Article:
The Women's Land Army, a separate unit of the U.S. Crop Corps, ramped up operations quickly in 1943. It employed women both year around and for shorter periods. Farmers employed most of the women on a "day-haul" basis in which the workers were given rides to the fields in school buses, farmers' trucks or personal cars. These women typically picked fruit, hoed, weeded or harvested vegetables, and helped with canning and processing food. Some did household work at the farm house, thus freeing up the often more experienced "womenfolk of the farm" to drive tractors and do other work that required more skill. Other women worked all year and received special training for dairy farm jobs and "other continuous farm activities." All members of the Women's Land Army had to be 18 years old and show a doctor's certificate verifying that they were in good health and "strong enough to do hard farm work." Nearly 135,000 placements of women were made from 1943 to 1947.(7)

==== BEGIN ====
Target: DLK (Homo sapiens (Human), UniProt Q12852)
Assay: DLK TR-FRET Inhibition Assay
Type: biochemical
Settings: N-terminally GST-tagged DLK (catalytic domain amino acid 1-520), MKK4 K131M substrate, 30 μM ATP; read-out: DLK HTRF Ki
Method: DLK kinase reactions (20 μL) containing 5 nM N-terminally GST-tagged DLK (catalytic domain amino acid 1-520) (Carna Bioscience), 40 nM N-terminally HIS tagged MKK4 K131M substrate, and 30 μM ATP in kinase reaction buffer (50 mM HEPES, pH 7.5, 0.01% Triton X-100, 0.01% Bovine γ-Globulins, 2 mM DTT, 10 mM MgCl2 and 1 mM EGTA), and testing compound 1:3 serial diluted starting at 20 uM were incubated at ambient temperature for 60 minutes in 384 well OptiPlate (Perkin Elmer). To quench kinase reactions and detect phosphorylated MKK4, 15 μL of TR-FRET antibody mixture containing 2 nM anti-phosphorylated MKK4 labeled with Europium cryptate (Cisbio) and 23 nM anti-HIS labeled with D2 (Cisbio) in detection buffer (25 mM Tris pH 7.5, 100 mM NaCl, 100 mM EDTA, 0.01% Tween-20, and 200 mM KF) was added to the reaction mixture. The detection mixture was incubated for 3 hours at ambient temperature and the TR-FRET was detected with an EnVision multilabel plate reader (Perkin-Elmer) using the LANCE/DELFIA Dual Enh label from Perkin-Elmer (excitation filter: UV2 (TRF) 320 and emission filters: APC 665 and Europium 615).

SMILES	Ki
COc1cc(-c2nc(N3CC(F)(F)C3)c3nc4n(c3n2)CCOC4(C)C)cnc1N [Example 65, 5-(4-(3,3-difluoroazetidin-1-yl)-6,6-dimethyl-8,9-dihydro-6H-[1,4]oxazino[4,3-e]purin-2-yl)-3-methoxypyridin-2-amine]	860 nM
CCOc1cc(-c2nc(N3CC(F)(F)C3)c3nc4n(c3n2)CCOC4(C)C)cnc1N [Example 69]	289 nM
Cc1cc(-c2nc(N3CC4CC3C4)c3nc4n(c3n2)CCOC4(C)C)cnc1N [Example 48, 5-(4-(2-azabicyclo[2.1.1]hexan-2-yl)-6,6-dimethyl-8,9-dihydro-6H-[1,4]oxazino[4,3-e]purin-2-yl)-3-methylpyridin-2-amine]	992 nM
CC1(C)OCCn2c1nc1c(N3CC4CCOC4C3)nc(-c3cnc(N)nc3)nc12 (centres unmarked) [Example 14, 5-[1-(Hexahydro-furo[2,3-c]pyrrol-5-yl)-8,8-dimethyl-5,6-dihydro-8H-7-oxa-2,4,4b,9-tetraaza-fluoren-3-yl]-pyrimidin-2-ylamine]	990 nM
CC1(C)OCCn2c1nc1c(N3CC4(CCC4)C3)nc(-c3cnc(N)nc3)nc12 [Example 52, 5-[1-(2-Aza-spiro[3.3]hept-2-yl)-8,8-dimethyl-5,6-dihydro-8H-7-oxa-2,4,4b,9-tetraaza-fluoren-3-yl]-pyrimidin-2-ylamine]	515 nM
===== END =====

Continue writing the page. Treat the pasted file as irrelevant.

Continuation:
The largest group of farm workers came from another unit of the U.S. Crop Corps called the Victory Farm Volunteers that employed youth from 11 to 17 years old. In Oregon youth committees composed of farmers and youth organization leaders formed in each county to anticipate labor needs and plan training to be given in local schools during the spring. Once out of school, the youths were organized into groups of from 20 to 50 individuals, after which they received more training. Farmers made specific labor requests to the emergency farm labor assistant in the county extension office. The youth platoons, often supervised by a member of the Women's Land Army, worked up to six hours a day on a day-haul basis.(8)